Author Archives: Sami Halabi

The ugly side of man

The ugly side of man

Misogyny is the vulgar indulgence of ignorant men, and it is a shame upon this nation that the men who head our government so openly display this flaccid form of intellect. They began to give it expression early in their term, by forming a cabinet devoid of women, and continued through their denial of nationality

Make your own militia

On the side of a busy street Abu Imad stands in front of his warehouse that appears much the same as any other. Inside, the air is humid and Abu Imad’s products are stacked in boxes from floor to ceiling. Just inside the entrance is a display area for customers who wish to view the

Avoiding collateral damage

A friend in need is a friend indeed, or so the saying goes, but when sticking up for your confidante means you find yourself in a heap of trouble, companionship can be more of a liability than an asset. The accord between Lebanon and Syria, as with any old couple, has seen its ups and

Why the government is paralyzed

How many Lebanese members of Parliament does it take to make a mockery of the people they supposedly represent? At most 128 (the number in parliament), but it usually takes only two: one to propose and the other to oppose. When that happens, the country’s carpenters’ ears perk up, knowing that they will soon be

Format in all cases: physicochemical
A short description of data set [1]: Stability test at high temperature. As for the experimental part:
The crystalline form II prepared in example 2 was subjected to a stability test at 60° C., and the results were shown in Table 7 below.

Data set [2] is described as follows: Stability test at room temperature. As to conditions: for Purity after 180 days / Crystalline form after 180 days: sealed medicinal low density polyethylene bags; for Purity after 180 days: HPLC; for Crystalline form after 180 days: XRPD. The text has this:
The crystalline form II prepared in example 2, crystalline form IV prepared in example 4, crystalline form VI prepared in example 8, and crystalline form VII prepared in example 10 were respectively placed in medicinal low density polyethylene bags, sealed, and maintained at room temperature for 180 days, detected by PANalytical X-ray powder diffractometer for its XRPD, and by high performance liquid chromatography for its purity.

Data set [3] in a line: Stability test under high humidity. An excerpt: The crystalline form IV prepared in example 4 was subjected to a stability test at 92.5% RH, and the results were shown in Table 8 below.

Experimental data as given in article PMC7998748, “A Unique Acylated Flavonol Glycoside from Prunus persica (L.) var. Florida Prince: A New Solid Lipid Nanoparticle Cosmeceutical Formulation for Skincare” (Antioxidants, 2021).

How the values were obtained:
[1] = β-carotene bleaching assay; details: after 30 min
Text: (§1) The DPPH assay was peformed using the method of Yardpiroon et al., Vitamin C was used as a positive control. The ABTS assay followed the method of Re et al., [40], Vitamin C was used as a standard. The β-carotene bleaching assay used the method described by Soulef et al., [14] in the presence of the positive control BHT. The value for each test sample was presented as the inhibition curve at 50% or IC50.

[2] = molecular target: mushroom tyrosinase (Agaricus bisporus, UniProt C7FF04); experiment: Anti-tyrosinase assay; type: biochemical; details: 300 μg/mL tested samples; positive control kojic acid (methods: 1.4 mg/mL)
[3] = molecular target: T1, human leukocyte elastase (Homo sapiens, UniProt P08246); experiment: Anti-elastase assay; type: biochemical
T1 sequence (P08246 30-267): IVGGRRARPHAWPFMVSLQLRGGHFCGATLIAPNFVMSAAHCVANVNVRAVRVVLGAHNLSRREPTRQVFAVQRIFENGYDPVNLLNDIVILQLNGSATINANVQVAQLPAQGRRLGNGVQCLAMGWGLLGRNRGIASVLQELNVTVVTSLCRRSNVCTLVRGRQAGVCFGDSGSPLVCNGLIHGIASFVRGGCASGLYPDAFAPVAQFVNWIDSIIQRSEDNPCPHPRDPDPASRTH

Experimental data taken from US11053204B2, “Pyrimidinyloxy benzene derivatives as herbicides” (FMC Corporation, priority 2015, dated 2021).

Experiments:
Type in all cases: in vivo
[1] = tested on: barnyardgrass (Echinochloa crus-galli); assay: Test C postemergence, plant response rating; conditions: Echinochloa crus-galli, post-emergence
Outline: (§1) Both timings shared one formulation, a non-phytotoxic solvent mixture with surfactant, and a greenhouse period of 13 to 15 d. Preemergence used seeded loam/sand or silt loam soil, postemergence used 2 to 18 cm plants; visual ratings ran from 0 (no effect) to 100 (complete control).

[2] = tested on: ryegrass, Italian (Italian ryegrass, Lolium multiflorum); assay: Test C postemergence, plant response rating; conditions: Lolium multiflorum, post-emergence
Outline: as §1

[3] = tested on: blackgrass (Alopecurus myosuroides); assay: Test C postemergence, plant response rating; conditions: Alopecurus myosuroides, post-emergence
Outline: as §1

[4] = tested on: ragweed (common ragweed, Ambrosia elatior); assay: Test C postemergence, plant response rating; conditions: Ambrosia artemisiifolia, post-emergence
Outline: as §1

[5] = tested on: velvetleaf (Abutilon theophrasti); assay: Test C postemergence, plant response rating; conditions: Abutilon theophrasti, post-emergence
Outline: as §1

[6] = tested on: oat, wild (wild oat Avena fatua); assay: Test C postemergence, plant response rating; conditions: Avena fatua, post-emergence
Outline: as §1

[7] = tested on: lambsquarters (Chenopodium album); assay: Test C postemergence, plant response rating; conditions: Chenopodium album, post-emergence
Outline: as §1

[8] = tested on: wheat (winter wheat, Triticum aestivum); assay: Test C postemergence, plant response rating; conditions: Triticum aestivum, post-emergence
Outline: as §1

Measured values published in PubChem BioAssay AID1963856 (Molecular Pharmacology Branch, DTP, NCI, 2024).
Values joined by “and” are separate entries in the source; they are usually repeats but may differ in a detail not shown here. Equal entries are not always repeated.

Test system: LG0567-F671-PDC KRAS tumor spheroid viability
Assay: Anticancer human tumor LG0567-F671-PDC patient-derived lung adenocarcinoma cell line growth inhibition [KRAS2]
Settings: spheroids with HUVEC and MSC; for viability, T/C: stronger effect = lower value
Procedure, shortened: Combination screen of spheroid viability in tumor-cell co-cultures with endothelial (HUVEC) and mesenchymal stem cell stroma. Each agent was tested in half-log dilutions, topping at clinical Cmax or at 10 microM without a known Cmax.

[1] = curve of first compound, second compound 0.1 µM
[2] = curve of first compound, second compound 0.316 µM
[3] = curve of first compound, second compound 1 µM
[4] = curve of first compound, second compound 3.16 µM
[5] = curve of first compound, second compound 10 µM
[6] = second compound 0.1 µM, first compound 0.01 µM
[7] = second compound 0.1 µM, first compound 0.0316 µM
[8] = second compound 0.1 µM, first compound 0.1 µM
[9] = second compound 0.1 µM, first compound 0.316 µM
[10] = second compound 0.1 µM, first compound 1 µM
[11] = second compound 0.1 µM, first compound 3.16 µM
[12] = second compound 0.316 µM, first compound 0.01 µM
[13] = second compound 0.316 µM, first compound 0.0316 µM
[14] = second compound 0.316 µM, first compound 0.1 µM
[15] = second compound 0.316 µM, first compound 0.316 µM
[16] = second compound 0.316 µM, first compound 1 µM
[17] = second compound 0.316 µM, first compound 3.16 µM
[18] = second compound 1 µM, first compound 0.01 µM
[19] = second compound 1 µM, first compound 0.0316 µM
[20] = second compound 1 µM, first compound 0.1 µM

Nothing left to offer

Arabs across the Middle East and North Africa took action for social, political and economic change in 2011; the Lebanese, meanwhile, largely stood silently by as their country continued to revel in sectarianism and a sham ‘democracy’. No more can we claim to be more enlightened or forward thinking than our Arab brethren. What has

Energy short of solutions

Lebanon has spent enough money to build enough nuclear power plants to power the country several times over and still suffers from chronic power cuts and losses. According to the energy ministry, this year the country should lose around $3.9 billion from inaction in the electricity sector, or almost 10 percent of our economy’s estimated

Charged with tragic comedy

Lebanon’s political theater played out another scene last month with a host of government actors trying to elbow their way to centerstage, propped up by a supporting cast of journalists and media figures. Entitled “Utterly Missing the Point”, the plot of this tragic comedy pitted these two groups in a mischievous conspiracy against the Lebanese

Electricity: Crumbling Behind the Country

Officially charged with powering the nation, Electricité du Liban (EDL) is today perhaps the epitome of Lebanon’s political ineptitude, and one that nearly pulled the plug on the fledgling cabinet last month. EDL started with promise in the mid-1960s when architect Pierre Neema modeled headquarters in East Beirut’s Mar Mikhael district in a ‘Brazilesque’ architectural

High Hopes and Higher Hurdles

Recent history would show that perhaps the only thing slower than Lebanon’s Internet speed is the process the politicians have undertaken to bring about faster Internet speeds. But just as web pages do, eventually, load onto laptop screens in Beirut, it may be that Lebanon’s online evolution from the Stone Age to the modern day

Neither justice nor stability

In the past, other Arab countries have looked to Lebanon as a model of democracy and free expression in a region submerged in autocracy and monarchism. But the Arab Spring has put us Lebanese in awe of the feats we thought our brethren were incapable of achieving, and has highlighted the systemic flaws within what

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